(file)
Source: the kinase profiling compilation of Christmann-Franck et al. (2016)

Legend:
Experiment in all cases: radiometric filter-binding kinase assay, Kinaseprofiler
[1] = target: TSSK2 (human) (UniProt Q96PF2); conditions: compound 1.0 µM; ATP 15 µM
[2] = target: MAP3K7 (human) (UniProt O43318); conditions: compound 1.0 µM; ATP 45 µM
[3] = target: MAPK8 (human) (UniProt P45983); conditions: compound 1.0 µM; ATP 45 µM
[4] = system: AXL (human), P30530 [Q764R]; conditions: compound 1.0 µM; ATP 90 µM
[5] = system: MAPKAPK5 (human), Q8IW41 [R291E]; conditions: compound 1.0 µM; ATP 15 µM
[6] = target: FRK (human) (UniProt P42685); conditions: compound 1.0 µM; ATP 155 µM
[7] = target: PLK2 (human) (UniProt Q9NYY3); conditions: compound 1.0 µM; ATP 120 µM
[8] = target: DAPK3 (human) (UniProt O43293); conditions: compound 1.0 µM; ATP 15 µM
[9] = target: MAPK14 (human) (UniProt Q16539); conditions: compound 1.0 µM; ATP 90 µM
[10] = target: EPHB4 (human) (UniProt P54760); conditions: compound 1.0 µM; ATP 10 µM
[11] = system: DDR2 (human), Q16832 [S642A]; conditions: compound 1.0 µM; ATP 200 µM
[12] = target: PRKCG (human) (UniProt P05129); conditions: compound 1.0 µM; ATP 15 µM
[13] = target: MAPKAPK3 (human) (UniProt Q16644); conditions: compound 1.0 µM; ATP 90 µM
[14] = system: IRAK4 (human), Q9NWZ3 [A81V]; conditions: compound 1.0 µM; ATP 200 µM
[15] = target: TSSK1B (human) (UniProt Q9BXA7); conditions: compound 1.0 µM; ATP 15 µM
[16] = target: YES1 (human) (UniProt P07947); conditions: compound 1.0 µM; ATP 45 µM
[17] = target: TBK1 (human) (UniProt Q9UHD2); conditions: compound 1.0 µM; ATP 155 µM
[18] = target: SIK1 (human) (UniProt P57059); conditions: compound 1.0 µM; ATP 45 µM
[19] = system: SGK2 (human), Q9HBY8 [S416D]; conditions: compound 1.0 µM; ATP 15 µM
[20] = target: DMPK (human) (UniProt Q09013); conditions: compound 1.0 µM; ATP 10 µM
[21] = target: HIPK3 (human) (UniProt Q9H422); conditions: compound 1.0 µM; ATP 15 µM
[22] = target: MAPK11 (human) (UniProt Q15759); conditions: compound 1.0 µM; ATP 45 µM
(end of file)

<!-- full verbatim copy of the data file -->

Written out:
Source: the kinase profiling compilation of Christmann-Franck et al. (2016)

Legend:
Experiment in all cases: radiometric filter-binding kinase assay, Kinaseprofiler
[1] = target: TSSK2 (human) (UniProt Q96PF2); conditions: compound 1.0 µM; ATP 15 µM
[2] = target: MAP3K7 (human) (UniProt O43318); conditions: compound 1.0 µM; ATP 45 µM
[3] = target: MAPK8 (human) (UniProt P45983); conditions: compound 1.0 µM; ATP 45 µM
[4] = system: AXL (human), P30530 [Q764R]; conditions: compound 1.0 µM; ATP 90 µM
[5] = system: MAPKAPK5 (human), Q8IW41 [R291E]; conditions: compound 1.0 µM; ATP 15 µM
[6] = target: FRK (human) (UniProt P42685); conditions: compound 1.0 µM; ATP 155 µM
[7] = target: PLK2 (human) (UniProt Q9NYY3); conditions: compound 1.0 µM; ATP 120 µM
[8] = target: DAPK3 (human) (UniProt O43293); conditions: compound 1.0 µM; ATP 15 µM
[9] = target: MAPK14 (human) (UniProt Q16539); conditions: compound 1.0 µM; ATP 90 µM
[10] = target: EPHB4 (human) (UniProt P54760); conditions: compound 1.0 µM; ATP 10 µM
[11] = system: DDR2 (human), Q16832 [S642A]; conditions: compound 1.0 µM; ATP 200 µM
[12] = target: PRKCG (human) (UniProt P05129); conditions: compound 1.0 µM; ATP 15 µM
[13] = target: MAPKAPK3 (human) (UniProt Q16644); conditions: compound 1.0 µM; ATP 90 µM
[14] = system: IRAK4 (human), Q9NWZ3 [A81V]; conditions: compound 1.0 µM; ATP 200 µM
[15] = target: TSSK1B (human) (UniProt Q9BXA7); conditions: compound 1.0 µM; ATP 15 µM
[16] = target: YES1 (human) (UniProt P07947); conditions: compound 1.0 µM; ATP 45 µM
[17] = target: TBK1 (human) (UniProt Q9UHD2); conditions: compound 1.0 µM; ATP 155 µM
[18] = target: SIK1 (human) (UniProt P57059); conditions: compound 1.0 µM; ATP 45 µM
[19] = system: SGK2 (human), Q9HBY8 [S416D]; conditions: compound 1.0 µM; ATP 15 µM
[20] = target: DMPK (human) (UniProt Q09013); conditions: compound 1.0 µM; ATP 10 µM
[21] = target: HIPK3 (human) (UniProt Q9H422); conditions: compound 1.0 µM; ATP 15 µM
[22] = target: MAPK11 (human) (UniProt Q15759); conditions: compound 1.0 µM; ATP 45 µM